After five years as Deputy Director-General (DDG) and Director of the CODAC, Heating & Diagnostics Directorate at ITER, Dhiraj Bora returned to the Institute for Plasma Research in Gandhinagar, India in December 2012. In February, he was appointed Director General of the Institute. Newsline recently asked him to say a few words about his return to India, and his vision of the ITER project.   How does it feel being back in India after five years in France? Has there been a period of re-adaption? I feel good to be back at the Institute for Plasma Research (IPR) in India after six years at the ITER Organization. Working style here is not exactly the same however; therefore, I needed a bit of time to readapt. I am also trying to implement some of the good practices from ITER. Is there anything you miss about France? Oh yes, my family and I miss a lot of things. As ITER is in its Construction Phase, life at work was different and hectic and I enjoyed that. Aix-en-Provence is such a nice place to live and interact with people that we will always miss that life. Looking back upon your time at ITER, what were the most important moments for you—those you will remember, good or bad … Learning to manage an international group of experts in the ITER Directorate for CODAC, Heating & Diagnostics was a very important experience for me. The good and the bad all came together for me at my farewell party last December: I was leaving colleagues with whom I shared all my time for six years, but I was happy to receive so many words and gestures of good will and appreciation for what I had accomplished in the CHD Directorate.  Does now being on the „outside” change your perception of ITER? Do you feel that the outside world has a clear idea of the ITER project—its scope Czytaj dalej...

First hardware afloat from China

On Thursday 25 April, the morning silence at the Institute of Plasma Physics (ASIPP) in Hefei, China, was broken by the noise of a high powered trailer. Inside the superconductor shop of ASIPP, workers were busy preparing to load the 737 metres of dummy conductor for ITER’s Poloidal Field Coil number five (PF5)—this represents the first delivery from China to the ITER construction site in France.  According to the Procurement Arrangement signed between the Chinese Domestic Agency and the ITER Organization, China will fabricate 64 conductors for ITER’s poloidal field coils, including four dummy conductors for cabling and coil manufacturing process qualification. ASIPP is responsible for all the poloidal field conductor fabrication in China. The fabrication of the PF5 dummy was completed in by ASIPP in 2011.  „This is the very first batch of ITER items to be shipped from China to the ITER site in Cadarache," said Luo Delong, Deputy Director-General of ITER China. Before, conductors for the toroidal field coils had been shipped to Japan and Europe. "This milestone is a further step for the ITER project. According to our schedule, we will now start massive production of conductors this year. Our goal is that all procurement items from China be supplied consistent with the ITER schedule and with ITER quality requirements.” According to the shipment schedule the PF5 dummy conductors, which left Shanghai on 30 April, will arrive at the ITER site on 5 June. Czytaj dalej...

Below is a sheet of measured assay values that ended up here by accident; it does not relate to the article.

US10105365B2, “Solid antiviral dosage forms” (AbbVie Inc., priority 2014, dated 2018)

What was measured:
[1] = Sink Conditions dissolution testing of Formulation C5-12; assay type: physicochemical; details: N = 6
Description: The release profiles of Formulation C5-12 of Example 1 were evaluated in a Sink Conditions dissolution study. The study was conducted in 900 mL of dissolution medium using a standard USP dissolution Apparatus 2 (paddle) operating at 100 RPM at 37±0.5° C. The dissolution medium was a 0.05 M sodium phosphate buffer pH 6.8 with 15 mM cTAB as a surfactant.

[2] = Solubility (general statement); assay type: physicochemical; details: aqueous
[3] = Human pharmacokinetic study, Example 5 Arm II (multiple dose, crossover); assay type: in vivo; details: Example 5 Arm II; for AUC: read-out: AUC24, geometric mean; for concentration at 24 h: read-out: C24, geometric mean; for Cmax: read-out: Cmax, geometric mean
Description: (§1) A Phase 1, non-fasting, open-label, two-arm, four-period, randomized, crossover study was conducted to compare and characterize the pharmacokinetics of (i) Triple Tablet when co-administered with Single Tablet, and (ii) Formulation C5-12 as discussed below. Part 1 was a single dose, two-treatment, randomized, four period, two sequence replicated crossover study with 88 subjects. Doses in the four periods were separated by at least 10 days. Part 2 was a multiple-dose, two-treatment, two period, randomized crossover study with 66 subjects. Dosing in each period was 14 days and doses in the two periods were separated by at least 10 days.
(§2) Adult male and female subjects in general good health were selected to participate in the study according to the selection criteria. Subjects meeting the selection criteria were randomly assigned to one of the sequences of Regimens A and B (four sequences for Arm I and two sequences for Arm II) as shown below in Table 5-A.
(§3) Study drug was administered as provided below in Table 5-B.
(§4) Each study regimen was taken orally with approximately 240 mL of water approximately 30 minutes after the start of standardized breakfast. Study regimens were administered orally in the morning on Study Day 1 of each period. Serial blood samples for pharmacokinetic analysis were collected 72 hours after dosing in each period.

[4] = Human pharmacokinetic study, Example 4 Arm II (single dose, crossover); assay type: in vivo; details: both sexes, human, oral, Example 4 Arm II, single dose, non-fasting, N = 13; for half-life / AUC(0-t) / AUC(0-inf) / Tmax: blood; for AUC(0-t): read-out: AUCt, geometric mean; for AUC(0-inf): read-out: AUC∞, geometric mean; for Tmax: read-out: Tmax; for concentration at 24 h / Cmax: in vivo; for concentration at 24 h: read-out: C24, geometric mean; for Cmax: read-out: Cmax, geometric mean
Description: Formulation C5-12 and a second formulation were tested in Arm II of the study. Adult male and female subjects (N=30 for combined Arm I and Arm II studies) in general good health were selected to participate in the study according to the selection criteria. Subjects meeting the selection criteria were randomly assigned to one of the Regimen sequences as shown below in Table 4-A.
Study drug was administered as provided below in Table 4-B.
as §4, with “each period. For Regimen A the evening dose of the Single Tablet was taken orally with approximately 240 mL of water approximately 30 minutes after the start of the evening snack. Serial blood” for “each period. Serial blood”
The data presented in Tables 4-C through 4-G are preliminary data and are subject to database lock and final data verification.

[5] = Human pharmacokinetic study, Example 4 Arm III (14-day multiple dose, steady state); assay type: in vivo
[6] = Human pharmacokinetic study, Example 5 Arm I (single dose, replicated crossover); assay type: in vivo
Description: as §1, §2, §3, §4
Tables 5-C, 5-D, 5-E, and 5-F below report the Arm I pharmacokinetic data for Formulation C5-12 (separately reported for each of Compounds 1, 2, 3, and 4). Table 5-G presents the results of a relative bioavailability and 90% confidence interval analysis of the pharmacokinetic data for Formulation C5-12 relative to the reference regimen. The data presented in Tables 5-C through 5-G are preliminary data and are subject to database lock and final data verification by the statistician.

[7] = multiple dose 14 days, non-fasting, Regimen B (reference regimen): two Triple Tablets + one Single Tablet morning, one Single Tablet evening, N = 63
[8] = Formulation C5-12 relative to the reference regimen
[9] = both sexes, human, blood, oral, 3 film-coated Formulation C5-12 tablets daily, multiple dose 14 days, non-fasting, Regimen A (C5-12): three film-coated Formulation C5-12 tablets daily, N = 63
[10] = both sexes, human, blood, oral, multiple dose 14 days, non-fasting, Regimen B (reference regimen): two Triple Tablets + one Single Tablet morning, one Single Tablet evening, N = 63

Hot, hotter, hottest

Temperature, from a physicist’s perspective, is not only a measure of hot or cold. It is also a measure of the energy carried by atoms and molecules: temperature tells us how rapidly these atoms or molecules move within a solid, a liquid or a gas. Temperature is different from heat. To feel heat on your fingers, you need density: the higher the density, the more heat is transferred to your skin—this explains why a neon tube containing a very hot (~10,000°C) but very tenuous plasma can be touched without harm. In temperature, there is a theoretical absolute cold („absolute zero”) but no absolute hot: a particle can always move more rapidly but it cannot be more immobile than … immobile. When we talk about a 150- to 300-million-degree plasma in ITER, we’re describing an environment where particles (the deuterium and tritium ions and the freed electrons) move around at tremendous speed: so fast and with such a high energy that when they collide head on the miracle of fusion happens. The electromagnetic barrier that stands between nuclei is overcome and the nuclei can fuse. How will the ITER plasma be brought to such extreme temperatures—ten times higher, or more, than the core of the Sun? Plasma heating in ITER will begin with an electrical breakdown, quite similar to what happens when we turn on the switch of a neon light. In the very tenuous gas mixture that fills the vacuum vessel (one million times denser than the air we breathe) the electrical discharge strips the electrons from the atoms and the gas becomes a plasma—a particle soup of electrically charged electrons and ions. „The electrons from the current collide with and communicate their energy to the ions from which they have been stripped,” explains Paul Thomas, ITER Deputy Director-General for CO Czytaj dalej...

The "Unique ITER Team"

A "Unique Team" for a unique project. From left to right: Director of the Department for ITER Project Rem Haange; Head of Korean Domestic Agency Kijung Jung; Head of the F4E ITER Departement and ancting DA Head Jean-Marc Filhol; ITER Organization Director-General Osamu Motojima; Director of US ITER Project Office Ned Sauthoff; Unit Manager, Division of ITER Projet at JAEA Eisuke Tada; Deputy Director-General of ITER China Luo Delong; Head of Russian Domestic Agency Anatoly Krasnilikov and Ujjwal Baruah, Project Manager ITER India representing Head of ITER India Shishir P. Deshpande. Czytaj dalej...

Looking into the heart of the matter

The Helmholtz Association (34,000 employees, 18 research centres) is Germany’s largest scientific organization with strategic programs in six core fields, among them the development of fusion energy. The Helmholtz Association’s nuclear fusion program is currently pursuing two priority goals: to carry out Germany’s contributions to building and operating ITER, and to finalize and operate the Wendelstein 7-X Stellarator in Greifswald. This week, the president of the Helmholtz Association, Juergen Mlynek, assembled the heads of the German fusion research institutes and paid a visit to ITER to get first-hand information about the project’s status. The group was welcomed by ITER Deputy Director-General Rem Haange who summarized the most recent progress before the bus took the group to the very heart of the matter, the Tokamak Pit.   Czytaj dalej...